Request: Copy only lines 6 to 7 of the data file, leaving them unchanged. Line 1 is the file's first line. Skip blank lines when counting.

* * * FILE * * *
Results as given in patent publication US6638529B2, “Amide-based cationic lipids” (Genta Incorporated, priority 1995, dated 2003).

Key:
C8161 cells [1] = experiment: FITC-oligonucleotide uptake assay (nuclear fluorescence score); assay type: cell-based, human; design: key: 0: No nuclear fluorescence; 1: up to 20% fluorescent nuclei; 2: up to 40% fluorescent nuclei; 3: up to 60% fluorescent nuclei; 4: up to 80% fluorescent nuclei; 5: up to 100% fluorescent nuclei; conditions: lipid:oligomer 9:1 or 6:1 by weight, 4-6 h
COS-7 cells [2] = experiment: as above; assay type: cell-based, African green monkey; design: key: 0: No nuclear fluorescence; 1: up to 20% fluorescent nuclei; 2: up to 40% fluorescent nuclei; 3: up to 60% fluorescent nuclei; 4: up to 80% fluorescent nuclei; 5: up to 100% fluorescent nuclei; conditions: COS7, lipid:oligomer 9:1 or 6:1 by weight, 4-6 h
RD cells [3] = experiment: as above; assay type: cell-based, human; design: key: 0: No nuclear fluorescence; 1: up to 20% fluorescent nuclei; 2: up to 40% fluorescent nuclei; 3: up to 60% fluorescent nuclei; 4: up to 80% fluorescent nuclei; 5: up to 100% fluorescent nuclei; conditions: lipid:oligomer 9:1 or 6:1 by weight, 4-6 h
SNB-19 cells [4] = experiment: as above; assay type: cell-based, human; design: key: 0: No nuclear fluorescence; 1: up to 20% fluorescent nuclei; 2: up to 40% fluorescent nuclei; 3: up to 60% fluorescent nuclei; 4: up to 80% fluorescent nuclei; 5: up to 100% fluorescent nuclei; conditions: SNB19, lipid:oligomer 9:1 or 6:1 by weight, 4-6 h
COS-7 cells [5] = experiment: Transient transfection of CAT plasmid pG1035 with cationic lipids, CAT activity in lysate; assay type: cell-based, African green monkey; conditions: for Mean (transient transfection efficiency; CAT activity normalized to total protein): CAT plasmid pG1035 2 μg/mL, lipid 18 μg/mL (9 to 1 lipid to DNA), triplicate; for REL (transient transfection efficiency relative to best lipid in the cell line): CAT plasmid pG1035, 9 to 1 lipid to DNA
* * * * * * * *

SNB-19 cells [4] = experiment: as above; assay type: cell-based, human; design: key: 0: No nuclear fluorescence; 1: up to 20% fluorescent nuclei; 2: up to 40% fluorescent nuclei; 3: up to 60% fluorescent nuclei; 4: up to 80% fluorescent nuclei; 5: up to 100% fluorescent nuclei; conditions: SNB19, lipid:oligomer 9:1 or 6:1 by weight, 4-6 h
COS-7 cells [5] = experiment: Transient transfection of CAT plasmid pG1035 with cationic lipids, CAT activity in lysate; assay type: cell-based, African green monkey; conditions: for Mean (transient transfection efficiency; CAT activity normalized to total protein): CAT plasmid pG1035 2 μg/mL, lipid 18 μg/mL (9 to 1 lipid to DNA), triplicate; for REL (transient transfection efficiency relative to best lipid in the cell line): CAT plasmid pG1035, 9 to 1 lipid to DNA